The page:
SIU clears Hamilton officer in death of man shot near GO station

The provincial body that investigates police shootings has cleared a Hamilton officer of criminal wrongdoing in last September's fatal shooting of Anthony Divers, a 36-year-old Hamilton man.

The decision comes more than 10 months after Tony Divers was shot and killed on James Street South

Ontario's police watchdog has issued a decision in the case of a man who was shot and killed by Hamilton police on Sept. 30, 2016 in downtown Hamilton. (Andrew Collins/CBC)

The provincial body that investigates police shootings has cleared a Hamilton officer of criminal wrongdoing in last September's fatal shooting of Anthony Divers, a 36-year-old Hamilton man.

Ontario's Special Investigations Unit released the decision on Thursday evening, shortly after meeting with Divers' three siblings.

SIU Director Tony Loparco concluded the officer was justified in believing his own life was at risk, fearing that Divers was armed and reaching for a weapon.

Divers was unarmed when he was shot. 

Tony Divers was 36 when he was killed by police last fall. (Facebook)

"I'm shocked but I'm not at all surprised," said his sister Yvonne Alexander about the SIU conclusion.

"Because it seems to be the norm these days for officers to shoot and kill someone in mental crisis."

The decision comes more than 10 months after Divers was shot and killed on a busy downtown street, right by Hamilton GO Centre shortly before midnight.

The revitalized James Street South is home to busy restaurants and shops, and one of the city's first downtown condo projects.

Warned he was "anti-police"

In its decision, the SIU said officers responding to a call that Divers had assaulted a women had been told he was armed, was high on drugs, had a violent history and was considered "anti-police."

The officer fired two shots, one hitting Divers in the chest.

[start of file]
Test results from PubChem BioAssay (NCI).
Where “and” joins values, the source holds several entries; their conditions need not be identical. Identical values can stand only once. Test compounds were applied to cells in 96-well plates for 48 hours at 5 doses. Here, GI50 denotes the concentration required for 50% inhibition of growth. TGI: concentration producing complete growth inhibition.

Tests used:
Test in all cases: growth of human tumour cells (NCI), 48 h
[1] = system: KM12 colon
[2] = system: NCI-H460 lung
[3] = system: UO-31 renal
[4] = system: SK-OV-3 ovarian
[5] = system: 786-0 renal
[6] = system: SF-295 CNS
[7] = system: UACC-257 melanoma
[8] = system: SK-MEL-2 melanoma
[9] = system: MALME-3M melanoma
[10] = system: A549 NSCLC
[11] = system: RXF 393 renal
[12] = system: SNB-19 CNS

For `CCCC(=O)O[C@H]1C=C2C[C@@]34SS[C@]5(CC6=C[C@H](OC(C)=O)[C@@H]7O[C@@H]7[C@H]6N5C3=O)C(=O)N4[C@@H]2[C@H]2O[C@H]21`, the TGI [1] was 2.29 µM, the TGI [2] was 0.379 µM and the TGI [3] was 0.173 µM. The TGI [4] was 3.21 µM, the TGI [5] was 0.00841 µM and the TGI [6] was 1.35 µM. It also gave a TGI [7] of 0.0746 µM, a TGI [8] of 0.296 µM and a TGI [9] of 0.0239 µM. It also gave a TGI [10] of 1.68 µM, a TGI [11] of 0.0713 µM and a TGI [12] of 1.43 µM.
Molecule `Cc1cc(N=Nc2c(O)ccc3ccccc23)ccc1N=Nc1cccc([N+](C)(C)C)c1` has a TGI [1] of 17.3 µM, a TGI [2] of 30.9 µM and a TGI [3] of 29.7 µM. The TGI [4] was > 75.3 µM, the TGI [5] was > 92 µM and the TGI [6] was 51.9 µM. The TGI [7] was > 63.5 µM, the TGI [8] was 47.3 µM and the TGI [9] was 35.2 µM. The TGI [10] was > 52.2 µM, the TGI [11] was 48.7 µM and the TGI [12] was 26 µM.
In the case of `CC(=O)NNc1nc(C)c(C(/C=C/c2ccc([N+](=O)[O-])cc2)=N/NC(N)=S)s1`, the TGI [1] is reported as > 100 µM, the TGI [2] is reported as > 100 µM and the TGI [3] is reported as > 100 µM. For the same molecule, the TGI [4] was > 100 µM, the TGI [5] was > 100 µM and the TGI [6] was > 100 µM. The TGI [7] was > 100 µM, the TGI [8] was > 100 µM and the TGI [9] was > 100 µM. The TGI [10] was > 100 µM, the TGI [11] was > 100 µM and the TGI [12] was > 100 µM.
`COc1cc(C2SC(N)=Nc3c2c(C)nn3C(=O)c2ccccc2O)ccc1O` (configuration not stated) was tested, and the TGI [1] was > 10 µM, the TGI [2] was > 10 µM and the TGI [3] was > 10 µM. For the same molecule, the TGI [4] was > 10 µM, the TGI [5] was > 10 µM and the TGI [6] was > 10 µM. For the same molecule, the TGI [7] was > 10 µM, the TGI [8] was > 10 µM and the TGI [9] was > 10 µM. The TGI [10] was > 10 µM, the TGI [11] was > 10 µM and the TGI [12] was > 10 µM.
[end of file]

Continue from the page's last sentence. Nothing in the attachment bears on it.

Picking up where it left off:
The report says when the officer confronted Divers on James South, he started walking away from the officer, ignoring his calls to stop and get on the ground.

It says he then turned around with his hand in the waistband of his pants and took two steps toward him, taking something out from the front of pants and pointing it at the officer.

Reasonable to believe his life was at risk

Loparco says in his report:

"When Mr. Divers had whatever he had concealed in his sweater pointed directly at the [officer], and was looking directly at the officer, the officer indicated that he had passed the threshold for risk tolerance and discharged his firearm."

Loparco concludes: "On all of the information that the [officer] had in his possession at the time he shot and killed Mr. Divers, I find that the [officer], subjectively, had reasonable grounds to believe that his life was at risk from Mr. Divers."

He says the circumstances met the threshold for justified use of force, and that in the circumstances, other less lethal options were not available.

"I find in all the circumstances, that despite the after the fact knowledge that Mr. Divers was not armed, the [officer] reasonably believed that his life was in danger from Mr. Divers and his actions in firing upon Mr. Divers were justified.